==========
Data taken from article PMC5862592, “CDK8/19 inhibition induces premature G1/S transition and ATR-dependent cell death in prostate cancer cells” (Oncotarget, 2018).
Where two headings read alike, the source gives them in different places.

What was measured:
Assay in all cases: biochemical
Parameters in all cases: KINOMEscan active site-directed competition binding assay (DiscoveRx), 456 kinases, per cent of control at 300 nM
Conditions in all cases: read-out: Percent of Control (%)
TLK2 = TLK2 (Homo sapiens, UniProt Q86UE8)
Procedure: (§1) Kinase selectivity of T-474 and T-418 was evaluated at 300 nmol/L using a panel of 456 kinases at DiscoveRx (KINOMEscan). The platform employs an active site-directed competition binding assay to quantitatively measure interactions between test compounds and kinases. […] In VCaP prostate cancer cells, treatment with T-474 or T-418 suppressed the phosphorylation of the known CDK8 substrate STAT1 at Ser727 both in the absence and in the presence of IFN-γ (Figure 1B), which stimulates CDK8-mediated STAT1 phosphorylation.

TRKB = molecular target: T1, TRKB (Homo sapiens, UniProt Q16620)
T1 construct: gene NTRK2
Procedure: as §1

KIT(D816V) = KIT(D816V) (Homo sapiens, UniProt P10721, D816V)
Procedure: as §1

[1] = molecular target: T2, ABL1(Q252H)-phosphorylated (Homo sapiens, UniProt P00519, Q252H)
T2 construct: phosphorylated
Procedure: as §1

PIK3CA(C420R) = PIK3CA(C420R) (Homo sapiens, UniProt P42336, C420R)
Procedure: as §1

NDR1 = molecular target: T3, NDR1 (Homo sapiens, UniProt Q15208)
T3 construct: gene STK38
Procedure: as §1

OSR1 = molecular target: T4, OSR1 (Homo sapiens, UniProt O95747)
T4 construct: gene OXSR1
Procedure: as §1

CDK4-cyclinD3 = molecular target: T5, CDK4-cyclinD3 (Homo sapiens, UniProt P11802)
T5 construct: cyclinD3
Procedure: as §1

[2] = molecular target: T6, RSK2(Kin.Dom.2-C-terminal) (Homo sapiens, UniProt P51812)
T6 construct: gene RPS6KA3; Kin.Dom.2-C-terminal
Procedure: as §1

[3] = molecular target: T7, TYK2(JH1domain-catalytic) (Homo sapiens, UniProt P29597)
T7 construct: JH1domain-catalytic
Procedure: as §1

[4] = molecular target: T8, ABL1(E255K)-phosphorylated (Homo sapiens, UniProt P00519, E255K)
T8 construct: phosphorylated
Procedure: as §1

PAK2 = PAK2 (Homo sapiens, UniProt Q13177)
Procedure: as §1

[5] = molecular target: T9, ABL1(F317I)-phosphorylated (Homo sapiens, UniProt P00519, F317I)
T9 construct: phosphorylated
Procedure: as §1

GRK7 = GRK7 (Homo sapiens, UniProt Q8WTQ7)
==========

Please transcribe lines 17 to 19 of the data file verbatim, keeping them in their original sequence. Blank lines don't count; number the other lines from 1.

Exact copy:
PIK3CA(C420R) = PIK3CA(C420R) (Homo sapiens, UniProt P42336, C420R)
Procedure: as §1

NDR1 = molecular target: T3, NDR1 (Homo sapiens, UniProt Q15208)